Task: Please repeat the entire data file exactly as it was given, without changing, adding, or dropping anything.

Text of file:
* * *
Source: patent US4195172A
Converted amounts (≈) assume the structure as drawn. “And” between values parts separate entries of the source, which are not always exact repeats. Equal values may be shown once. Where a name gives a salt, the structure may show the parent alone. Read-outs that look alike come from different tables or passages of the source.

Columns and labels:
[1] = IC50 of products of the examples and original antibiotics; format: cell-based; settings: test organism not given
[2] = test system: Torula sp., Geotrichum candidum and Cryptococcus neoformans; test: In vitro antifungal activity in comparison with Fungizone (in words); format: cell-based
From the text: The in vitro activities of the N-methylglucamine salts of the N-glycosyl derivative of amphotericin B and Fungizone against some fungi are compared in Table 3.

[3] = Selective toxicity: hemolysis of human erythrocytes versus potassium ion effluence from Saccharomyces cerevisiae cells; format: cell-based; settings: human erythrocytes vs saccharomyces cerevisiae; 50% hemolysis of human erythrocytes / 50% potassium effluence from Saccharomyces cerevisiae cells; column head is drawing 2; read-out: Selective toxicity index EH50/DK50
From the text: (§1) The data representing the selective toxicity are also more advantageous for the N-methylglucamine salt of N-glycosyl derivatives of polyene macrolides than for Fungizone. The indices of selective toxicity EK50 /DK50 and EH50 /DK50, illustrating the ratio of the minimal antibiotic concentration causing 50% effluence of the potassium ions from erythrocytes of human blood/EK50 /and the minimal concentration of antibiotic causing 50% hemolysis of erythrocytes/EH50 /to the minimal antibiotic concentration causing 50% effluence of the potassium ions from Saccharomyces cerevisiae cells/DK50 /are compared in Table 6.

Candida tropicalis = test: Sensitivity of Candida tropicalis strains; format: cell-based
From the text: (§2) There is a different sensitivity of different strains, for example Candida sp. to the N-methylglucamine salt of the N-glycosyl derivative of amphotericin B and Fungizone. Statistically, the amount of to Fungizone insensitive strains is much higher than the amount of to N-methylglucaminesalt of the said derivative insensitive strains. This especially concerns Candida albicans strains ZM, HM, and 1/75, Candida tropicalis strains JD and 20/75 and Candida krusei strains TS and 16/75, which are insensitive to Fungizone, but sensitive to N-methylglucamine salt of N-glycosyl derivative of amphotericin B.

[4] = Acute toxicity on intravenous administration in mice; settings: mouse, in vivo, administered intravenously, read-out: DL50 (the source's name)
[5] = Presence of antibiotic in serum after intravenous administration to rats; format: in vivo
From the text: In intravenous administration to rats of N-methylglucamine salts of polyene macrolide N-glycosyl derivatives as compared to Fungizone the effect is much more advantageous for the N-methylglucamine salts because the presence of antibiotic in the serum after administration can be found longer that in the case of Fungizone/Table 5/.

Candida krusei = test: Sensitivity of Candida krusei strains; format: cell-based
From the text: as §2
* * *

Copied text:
Source: patent US4195172A
Converted amounts (≈) assume the structure as drawn. “And” between values parts separate entries of the source, which are not always exact repeats. Equal values may be shown once. Where a name gives a salt, the structure may show the parent alone. Read-outs that look alike come from different tables or passages of the source.

Columns and labels:
[1] = IC50 of products of the examples and original antibiotics; format: cell-based; settings: test organism not given
[2] = test system: Torula sp., Geotrichum candidum and Cryptococcus neoformans; test: In vitro antifungal activity in comparison with Fungizone (in words); format: cell-based
From the text: The in vitro activities of the N-methylglucamine salts of the N-glycosyl derivative of amphotericin B and Fungizone against some fungi are compared in Table 3.

[3] = Selective toxicity: hemolysis of human erythrocytes versus potassium ion effluence from Saccharomyces cerevisiae cells; format: cell-based; settings: human erythrocytes vs saccharomyces cerevisiae; 50% hemolysis of human erythrocytes / 50% potassium effluence from Saccharomyces cerevisiae cells; column head is drawing 2; read-out: Selective toxicity index EH50/DK50
From the text: (§1) The data representing the selective toxicity are also more advantageous for the N-methylglucamine salt of N-glycosyl derivatives of polyene macrolides than for Fungizone. The indices of selective toxicity EK50 /DK50 and EH50 /DK50, illustrating the ratio of the minimal antibiotic concentration causing 50% effluence of the potassium ions from erythrocytes of human blood/EK50 /and the minimal concentration of antibiotic causing 50% hemolysis of erythrocytes/EH50 /to the minimal antibiotic concentration causing 50% effluence of the potassium ions from Saccharomyces cerevisiae cells/DK50 /are compared in Table 6.

Candida tropicalis = test: Sensitivity of Candida tropicalis strains; format: cell-based
From the text: (§2) There is a different sensitivity of different strains, for example Candida sp. to the N-methylglucamine salt of the N-glycosyl derivative of amphotericin B and Fungizone. Statistically, the amount of to Fungizone insensitive strains is much higher than the amount of to N-methylglucaminesalt of the said derivative insensitive strains. This especially concerns Candida albicans strains ZM, HM, and 1/75, Candida tropicalis strains JD and 20/75 and Candida krusei strains TS and 16/75, which are insensitive to Fungizone, but sensitive to N-methylglucamine salt of N-glycosyl derivative of amphotericin B.

[4] = Acute toxicity on intravenous administration in mice; settings: mouse, in vivo, administered intravenously, read-out: DL50 (the source's name)
[5] = Presence of antibiotic in serum after intravenous administration to rats; format: in vivo
From the text: In intravenous administration to rats of N-methylglucamine salts of polyene macrolide N-glycosyl derivatives as compared to Fungizone the effect is much more advantageous for the N-methylglucamine salts because the presence of antibiotic in the serum after administration can be found longer that in the case of Fungizone/Table 5/.

Candida krusei = test: Sensitivity of Candida krusei strains; format: cell-based
From the text: as §2